One of the best of these Italian places is Harmony Hall. It’s also a hotel, but for me it comes into its own as a lunch venue, with great pasta and seafood dishes. It’s on a secluded bay on the east coast, and the view is breathtaking.
The eastern island is full of deserted beaches, because this is the sopravento, or windward, side of the island. One of them, Half Moon Bay, did have a resort development, but it was destroyed by Hurricane Luis in 1995, and today the whole bay is a nature reserve. Continuing south and west along the coast from here brings you to Standfast Point, where Eric Clapton has a villa. Tucked underneath it is a little beach where you can see turtles arriving at night – a marvellous sight, but you have to take your sleeping bag and spend the night there to see them.
Clapton is the only Antigua celebrity resident you see much of. Others – Giorgio Armani, Ken Follett, Silvio Berlusconi – tend to go straight from the airport to their villas. But Clapton practically lives here. With his beard, his sweater, his shorts, he blends in with the boat crews. He’ll have a beer and go home – all very modest and discreet.
But in this respect, Antigua is the polar opposite of St Barts, which has a real vita mondana. Antigua doesn’t have that same fashionista scene. All you really need to pack is a pair of flip-flops and plenty of sunscreen. What it does have, during the sailing season, is spontaneous entertainment created by the “boat people”, the crews of the big boats who meet up in the bars on English Harbour – one bar one night, another the next. Places such as Abracadabra, another of my regular haunts. It’s run by Italians who have been here for 20 years or more. Until midnight it’s a restaurant, where they do good raw-fish antipasti, classic risottos and pasta dishes, but when the crews arrive the ambience changes completely, the volume of the music goes up and it turns into a club. At weekends the parties go on into the small hours.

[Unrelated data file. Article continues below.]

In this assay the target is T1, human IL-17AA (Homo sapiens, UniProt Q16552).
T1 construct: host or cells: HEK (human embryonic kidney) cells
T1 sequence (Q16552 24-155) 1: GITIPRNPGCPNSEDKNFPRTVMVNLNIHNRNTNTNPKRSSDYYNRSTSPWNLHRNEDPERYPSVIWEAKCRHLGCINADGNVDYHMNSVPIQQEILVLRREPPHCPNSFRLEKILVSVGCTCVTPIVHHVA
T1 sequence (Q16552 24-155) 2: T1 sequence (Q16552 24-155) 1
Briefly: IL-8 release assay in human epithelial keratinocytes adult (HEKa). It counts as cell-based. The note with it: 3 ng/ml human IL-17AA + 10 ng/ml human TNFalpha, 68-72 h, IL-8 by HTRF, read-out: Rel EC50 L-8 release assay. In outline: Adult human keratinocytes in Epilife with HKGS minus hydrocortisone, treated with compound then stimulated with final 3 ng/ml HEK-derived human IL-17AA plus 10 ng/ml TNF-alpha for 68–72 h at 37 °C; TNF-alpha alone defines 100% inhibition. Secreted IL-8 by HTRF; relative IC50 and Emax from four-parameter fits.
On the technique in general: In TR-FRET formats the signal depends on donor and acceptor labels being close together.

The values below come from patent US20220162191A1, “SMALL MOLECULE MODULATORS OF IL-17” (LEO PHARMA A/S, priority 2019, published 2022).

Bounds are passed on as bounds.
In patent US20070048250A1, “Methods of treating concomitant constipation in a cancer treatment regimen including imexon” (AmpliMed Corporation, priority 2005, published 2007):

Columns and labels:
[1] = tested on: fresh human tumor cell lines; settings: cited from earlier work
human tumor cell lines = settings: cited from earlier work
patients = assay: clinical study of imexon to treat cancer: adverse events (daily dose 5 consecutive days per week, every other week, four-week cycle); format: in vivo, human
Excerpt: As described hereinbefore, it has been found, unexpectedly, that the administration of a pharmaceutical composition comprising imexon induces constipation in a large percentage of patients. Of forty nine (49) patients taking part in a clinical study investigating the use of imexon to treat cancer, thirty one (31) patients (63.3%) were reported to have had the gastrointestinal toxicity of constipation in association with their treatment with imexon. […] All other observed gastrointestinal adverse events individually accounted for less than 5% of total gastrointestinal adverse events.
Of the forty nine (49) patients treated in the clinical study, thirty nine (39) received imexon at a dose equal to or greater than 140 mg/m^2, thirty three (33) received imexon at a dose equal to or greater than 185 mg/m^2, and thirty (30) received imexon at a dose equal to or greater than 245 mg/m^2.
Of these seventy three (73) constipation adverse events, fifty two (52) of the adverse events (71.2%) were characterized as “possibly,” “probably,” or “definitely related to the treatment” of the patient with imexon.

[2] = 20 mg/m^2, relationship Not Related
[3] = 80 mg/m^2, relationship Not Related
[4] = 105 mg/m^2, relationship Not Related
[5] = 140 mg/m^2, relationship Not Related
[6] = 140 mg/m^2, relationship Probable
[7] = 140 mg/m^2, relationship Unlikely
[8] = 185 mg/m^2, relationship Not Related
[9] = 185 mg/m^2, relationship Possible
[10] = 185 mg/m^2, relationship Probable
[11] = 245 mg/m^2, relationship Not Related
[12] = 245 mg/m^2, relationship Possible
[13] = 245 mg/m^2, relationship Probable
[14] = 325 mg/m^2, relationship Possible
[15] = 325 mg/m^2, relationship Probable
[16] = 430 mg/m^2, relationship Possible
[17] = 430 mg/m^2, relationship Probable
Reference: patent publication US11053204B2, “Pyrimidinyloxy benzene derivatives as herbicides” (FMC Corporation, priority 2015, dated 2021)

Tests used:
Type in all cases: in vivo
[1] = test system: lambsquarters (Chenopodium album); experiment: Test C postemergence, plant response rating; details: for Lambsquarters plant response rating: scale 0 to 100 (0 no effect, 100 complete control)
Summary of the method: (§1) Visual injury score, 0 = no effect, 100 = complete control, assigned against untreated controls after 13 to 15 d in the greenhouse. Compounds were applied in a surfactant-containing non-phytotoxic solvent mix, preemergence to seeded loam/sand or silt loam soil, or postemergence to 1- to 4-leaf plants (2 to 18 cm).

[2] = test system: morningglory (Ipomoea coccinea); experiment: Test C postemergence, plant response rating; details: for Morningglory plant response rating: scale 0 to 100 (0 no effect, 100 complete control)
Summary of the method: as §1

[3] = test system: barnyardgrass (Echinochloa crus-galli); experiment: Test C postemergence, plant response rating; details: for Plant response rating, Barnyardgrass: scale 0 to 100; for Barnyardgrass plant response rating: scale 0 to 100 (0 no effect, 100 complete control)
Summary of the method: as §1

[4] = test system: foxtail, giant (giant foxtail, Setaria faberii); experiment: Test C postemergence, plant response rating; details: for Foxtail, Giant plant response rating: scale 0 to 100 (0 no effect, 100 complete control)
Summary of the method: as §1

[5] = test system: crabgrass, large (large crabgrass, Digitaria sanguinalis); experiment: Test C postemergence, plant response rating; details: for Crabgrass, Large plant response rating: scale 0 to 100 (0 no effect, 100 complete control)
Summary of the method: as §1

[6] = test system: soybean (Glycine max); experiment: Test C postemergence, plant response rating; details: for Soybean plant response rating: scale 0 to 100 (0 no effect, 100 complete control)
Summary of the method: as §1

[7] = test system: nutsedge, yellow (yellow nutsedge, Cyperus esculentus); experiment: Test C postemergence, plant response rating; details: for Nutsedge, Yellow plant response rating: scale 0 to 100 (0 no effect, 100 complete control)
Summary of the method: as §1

Shopping here is not the biggest draw, but there are some good destinations if you seek them out. Heritage Quay in St John’s is a big duty-free shopping mall aimed at the cruise-ship market, but if you ferret around the shops – there are 50 or so – some gems emerge, such as those at Colombian Emeralds. At Redcliffe Quay, a more villagey dockside development, a good bet is A Thousand Flowers, which sells summer clothes – in linen, cotton and silk – alongside locally made accessories for women. But most ladies would want to go to the boutique at Carlisle Bay; there are chic kaftans and swimwear, and quite beautiful ethnic-looking jewellery.
For a window on the island’s colonial history, you should visit Betty’s Hope Sugar Plantation. This was the island’s first large-scale plantation, built in the mid-1600s; one of the windmills is restored and beautifully kept, fitted with sugar-cane-crushing machinery it would have had 300 years ago.
Another taste of local life, one the gourmets love, can be had on Saturday mornings at the market in St John’s. People come in from all over the island to sell the most extraordinary produce – exotic fruits to jams – but also flowers, crafts, even birds. To have the real flavour of it, go early, at around 7.30am.
However, the very first thing you will want to do when you get here is adjust to Antigua Time. It pains me to say it as Panerai CEO, but this is a place where you really need to take your watch off and follow nature’s prompts. When you’re hungry, you eat; when you need convivial company, you go to a bar and meet up with your friends. In the morning, you get up late. You hit the beach around four in the afternoon, because before that it’s too hot. Then in the evening, you go to a good restaurant. Basta. It’s an unhurried life; very Caribbean.